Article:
skip to content

Department of Chemistry

Courtesy Nitschke group

A research article by members of the Nitschke group has been chosen the ChemSci Pick of the Week for the journal Chemical Science.

In Waterproof Architectures through Subcomponent Self-Assembly, published today in Chemical Science, the team describes how to make “submarine-like” cages, which have the potential to transport target molecules, for example to deliver drugs, remove pollutants, transport dyes for diagnostic imaging, and other useful applications.

Metal-organic cages are a new family of materials that can selectively trap guest molecules for transport, storage or chemical transformation under controlled conditions.  These “nanocontainers” could allow scientists to build sophisticated systems for sensing specific molecules or environmental pollutants present in the bloodstream in the context of clinical diagnosis, or for transporting dyes for diagnostic imaging, among other uses.

Chemists create the cages synthetically by causing rationally designed organic building blocks to self-assemble around positively-charged metal ions. But until now, the development of new applications for these cages in biological, medical, environmental and industrial domains has been limited by the difficulty of constructing molecular cages that are soluble and stable in water.

“The preparation of cages that are soluble and stable in water has been a major challenge,” says lead author Edmundo Guzman-Percastegui, a postdoctoral researcher in the Nitschke group.  But in the publication Edmundo and fellow researchers Jesús Mosquera, Tanya Ronson, Alex J. Plajer and Marion Kieffer, present a blueprint for the straightforward preparation of water-soluble metal-organic cages of varied shapes and sizes, overcoming the solubility and stability issues that have plagued previous attempts, and omitting the laborious synthesis of water-soluble organic ligands.  They describe how they were able to “tune” the aqueous stability and solubility of the cages by carefully selecting the metal ion, building block and negatively-charged counter-ions.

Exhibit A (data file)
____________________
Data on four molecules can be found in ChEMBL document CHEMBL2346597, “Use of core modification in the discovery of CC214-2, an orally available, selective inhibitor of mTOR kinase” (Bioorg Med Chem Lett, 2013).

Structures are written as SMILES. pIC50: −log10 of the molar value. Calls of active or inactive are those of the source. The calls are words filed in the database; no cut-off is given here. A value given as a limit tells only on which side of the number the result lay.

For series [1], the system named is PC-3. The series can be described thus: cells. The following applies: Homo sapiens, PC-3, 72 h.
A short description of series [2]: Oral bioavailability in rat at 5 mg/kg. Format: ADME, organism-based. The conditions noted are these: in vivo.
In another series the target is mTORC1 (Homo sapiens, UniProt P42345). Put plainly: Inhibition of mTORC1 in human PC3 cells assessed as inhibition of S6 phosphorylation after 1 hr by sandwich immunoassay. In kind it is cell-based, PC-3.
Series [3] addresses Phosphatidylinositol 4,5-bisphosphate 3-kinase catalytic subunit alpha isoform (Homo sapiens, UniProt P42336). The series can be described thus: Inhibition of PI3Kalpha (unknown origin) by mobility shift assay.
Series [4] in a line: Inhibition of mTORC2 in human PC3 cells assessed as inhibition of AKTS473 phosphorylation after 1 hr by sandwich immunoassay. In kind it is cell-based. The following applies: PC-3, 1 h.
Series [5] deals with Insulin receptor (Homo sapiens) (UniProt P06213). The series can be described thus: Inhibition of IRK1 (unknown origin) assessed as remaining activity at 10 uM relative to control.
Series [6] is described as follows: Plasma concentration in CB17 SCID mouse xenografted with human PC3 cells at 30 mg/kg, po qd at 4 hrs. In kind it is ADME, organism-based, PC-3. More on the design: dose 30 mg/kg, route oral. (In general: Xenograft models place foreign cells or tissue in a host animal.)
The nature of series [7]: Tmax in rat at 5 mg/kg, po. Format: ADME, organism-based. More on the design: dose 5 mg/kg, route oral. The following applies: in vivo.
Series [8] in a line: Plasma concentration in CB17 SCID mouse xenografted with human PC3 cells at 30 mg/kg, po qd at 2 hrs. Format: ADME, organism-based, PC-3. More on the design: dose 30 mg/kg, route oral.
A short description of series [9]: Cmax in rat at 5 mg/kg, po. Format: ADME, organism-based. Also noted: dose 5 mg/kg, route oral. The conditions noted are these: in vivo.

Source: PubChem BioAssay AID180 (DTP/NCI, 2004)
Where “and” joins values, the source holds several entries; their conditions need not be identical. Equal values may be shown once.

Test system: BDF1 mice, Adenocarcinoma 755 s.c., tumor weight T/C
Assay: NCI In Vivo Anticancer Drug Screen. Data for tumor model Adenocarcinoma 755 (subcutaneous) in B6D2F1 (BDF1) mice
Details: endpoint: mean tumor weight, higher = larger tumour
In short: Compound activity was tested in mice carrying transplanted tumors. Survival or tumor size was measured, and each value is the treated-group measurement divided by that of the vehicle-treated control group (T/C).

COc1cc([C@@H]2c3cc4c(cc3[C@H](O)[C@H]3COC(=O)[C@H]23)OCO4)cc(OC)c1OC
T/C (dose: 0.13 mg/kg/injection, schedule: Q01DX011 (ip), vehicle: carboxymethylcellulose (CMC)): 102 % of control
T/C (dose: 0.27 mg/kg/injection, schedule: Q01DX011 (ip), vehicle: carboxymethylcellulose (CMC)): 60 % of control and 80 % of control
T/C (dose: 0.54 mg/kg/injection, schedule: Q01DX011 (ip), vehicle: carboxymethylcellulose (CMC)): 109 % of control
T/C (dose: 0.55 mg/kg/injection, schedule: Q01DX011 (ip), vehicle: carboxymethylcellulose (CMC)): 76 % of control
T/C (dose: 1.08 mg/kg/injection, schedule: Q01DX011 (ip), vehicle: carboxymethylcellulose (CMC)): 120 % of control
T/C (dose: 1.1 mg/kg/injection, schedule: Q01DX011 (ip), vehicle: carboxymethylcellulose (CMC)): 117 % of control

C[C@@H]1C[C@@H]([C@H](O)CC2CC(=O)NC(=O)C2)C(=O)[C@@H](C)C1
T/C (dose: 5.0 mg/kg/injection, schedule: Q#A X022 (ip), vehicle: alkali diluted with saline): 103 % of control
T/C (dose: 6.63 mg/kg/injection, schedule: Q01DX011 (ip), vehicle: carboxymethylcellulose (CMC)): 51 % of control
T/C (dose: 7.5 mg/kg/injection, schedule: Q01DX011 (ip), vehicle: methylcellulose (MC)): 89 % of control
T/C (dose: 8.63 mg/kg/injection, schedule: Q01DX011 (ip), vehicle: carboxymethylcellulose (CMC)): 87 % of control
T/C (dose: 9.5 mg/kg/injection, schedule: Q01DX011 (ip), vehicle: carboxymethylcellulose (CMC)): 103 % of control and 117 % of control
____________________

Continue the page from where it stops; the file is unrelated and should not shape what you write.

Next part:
“Put simply, the water-soluble and waterproof cages we have prepared are like submarines, equipped with a robust hull and internal storage designed to be submerged in the water for long periods, to bring target molecules to their destinations.” says Edmundo.

The study represents a significant step forward in the design of abiological architectures able to trap, transport or transform chemicals in water or physiological media.

“Since our cages have both solubility and stability in water, they could eventually find broad applications for medicine, environmental remediation, and chemical purification,” says group leader Professor Jonathan Nitschke.

ChemSci Pick of the Weeks are a way for the editorial team at Chemical Science to select and share their favourite articles with the wider chemical community. All ChemSci Picks are also added to an on-going collection on their "Pick of the Week" pages.

Waterproof Architectures through Subcomponent Self-Assembly, Edmundo Percastegui, Jesus Mosquera, Tanya Ronson, Alex J. Plajer, Marion Kieffer and Jonathan Nitschke, Chem. Sci. (2019).